Emeritus Professor Martin Williams is the leading authority on the Quaternary geology and geomorphology of the Nile Basin. Through sustained inter-disciplinary fieldwork in Africa, Australia, India and China, he has made original and internationally recognised contributions to our understanding of the Quaternary geology, geomorphology, soils, climatology, hydrology, geo-archaeology, prehistoric environments and desertification. He has worked closely with teams of archaeologists. He is best known for his work in the Nile Valley, erosion in Australia and desertification. He contributed to many important international committees dealing with aridification. He is an excellent communicator of his science and its implications for humanity's future.View photo gallery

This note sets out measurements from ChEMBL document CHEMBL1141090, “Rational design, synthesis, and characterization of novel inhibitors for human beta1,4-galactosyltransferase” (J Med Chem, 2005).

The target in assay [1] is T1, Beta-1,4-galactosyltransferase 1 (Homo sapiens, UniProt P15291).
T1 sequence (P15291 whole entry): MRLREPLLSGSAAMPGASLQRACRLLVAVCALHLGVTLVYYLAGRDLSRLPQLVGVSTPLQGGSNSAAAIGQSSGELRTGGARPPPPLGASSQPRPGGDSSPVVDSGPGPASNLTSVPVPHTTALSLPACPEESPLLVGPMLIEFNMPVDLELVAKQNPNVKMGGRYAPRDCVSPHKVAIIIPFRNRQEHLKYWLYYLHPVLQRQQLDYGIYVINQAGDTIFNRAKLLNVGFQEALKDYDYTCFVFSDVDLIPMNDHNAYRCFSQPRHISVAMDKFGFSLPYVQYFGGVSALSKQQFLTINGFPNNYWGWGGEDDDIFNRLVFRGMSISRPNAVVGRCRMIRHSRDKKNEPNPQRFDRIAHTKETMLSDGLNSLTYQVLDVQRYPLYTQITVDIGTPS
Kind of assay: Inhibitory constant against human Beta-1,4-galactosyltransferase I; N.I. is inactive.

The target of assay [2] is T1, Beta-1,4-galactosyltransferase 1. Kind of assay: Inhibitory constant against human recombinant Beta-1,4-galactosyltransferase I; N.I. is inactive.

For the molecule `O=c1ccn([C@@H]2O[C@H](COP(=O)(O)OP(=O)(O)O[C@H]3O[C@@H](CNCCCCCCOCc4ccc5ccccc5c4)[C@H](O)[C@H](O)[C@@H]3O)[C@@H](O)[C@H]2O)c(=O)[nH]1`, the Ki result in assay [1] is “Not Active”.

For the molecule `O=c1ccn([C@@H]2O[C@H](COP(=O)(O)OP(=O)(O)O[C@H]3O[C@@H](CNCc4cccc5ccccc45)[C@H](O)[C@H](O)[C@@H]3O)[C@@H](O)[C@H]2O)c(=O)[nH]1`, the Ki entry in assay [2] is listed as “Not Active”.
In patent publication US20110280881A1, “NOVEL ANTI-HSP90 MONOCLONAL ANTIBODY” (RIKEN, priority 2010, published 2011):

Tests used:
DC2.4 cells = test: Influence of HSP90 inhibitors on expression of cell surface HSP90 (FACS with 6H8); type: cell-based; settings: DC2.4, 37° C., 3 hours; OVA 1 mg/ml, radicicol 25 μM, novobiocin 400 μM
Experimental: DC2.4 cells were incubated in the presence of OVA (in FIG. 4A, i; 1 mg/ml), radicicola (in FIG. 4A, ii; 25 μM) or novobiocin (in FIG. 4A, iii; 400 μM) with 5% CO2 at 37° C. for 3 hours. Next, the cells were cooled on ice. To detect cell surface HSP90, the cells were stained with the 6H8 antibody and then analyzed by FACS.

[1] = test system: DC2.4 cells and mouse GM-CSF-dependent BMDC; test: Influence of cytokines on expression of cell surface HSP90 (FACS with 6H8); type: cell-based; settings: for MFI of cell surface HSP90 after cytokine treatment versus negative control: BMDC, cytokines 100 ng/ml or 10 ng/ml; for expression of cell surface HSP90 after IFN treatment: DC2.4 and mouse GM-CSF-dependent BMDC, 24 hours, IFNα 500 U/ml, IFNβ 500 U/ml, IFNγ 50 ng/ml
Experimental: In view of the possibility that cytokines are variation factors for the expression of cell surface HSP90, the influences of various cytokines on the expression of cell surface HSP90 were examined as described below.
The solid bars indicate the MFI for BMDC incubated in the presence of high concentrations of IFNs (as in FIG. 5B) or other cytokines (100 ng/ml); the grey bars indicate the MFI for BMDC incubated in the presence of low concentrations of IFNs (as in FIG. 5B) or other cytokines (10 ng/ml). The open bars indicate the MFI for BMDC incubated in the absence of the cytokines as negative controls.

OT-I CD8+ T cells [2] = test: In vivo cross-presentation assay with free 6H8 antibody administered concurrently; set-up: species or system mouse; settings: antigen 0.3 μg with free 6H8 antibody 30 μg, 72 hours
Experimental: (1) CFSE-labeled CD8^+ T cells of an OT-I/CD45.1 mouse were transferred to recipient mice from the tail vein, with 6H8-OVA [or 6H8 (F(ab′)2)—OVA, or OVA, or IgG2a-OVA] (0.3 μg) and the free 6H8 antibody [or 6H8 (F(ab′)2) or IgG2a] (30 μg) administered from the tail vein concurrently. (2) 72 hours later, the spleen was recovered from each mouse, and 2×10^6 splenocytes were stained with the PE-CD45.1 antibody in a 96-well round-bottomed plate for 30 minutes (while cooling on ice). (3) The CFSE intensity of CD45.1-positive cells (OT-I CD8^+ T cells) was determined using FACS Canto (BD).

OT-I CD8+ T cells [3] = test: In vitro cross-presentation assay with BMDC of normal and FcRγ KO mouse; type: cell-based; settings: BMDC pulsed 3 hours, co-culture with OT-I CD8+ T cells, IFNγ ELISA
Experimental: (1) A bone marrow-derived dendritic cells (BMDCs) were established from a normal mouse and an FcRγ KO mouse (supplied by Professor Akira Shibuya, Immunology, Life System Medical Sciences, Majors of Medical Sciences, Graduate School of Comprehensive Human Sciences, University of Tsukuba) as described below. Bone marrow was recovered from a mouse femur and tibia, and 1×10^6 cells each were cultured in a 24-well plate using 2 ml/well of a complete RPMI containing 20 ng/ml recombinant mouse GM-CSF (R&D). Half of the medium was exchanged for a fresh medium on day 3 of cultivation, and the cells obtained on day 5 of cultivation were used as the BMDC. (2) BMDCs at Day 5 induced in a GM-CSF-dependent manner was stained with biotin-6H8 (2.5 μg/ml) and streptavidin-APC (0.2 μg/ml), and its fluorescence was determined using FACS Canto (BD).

In 1969 the Australian National University awarded him the degree of Doctor of Philosophy (PhD) for his work on hill slope erosion in Australia. In May 1996 the University of Cambridge awarded him the degree of Doctor of Science (ScD) for his work on geomorphology, soils and Quaternary environments in arid and semi-arid areas, with special reference to North Africa, Australia and India. The Royal Geographical Society had previously awarded him the Cuthbert Peek Medal for his work in the Sahara, the Sudan and Australia. His particular contribution is the reconstruction of prehistoric environments using evidence from a wide variety of disciplines, ranging from the habitats occupied by early hominids in the Afar Rift of Ethiopia to Neolithic occupation in the Sahara and Nile valley and late Pleistocene wetlands in the arid Flinders Ranges of Australia. He is a recipient of the Sir Joseph Verco Medal of the Royal Society of South Australia, the Farouk El Baz Award for Desert Research from the Geological Society of America and the Distinguished Geomorphologist Medal from the Australia and New Zealand Geomorphology Group. In July 2007 he was elected a life member of the International Quaternary Union.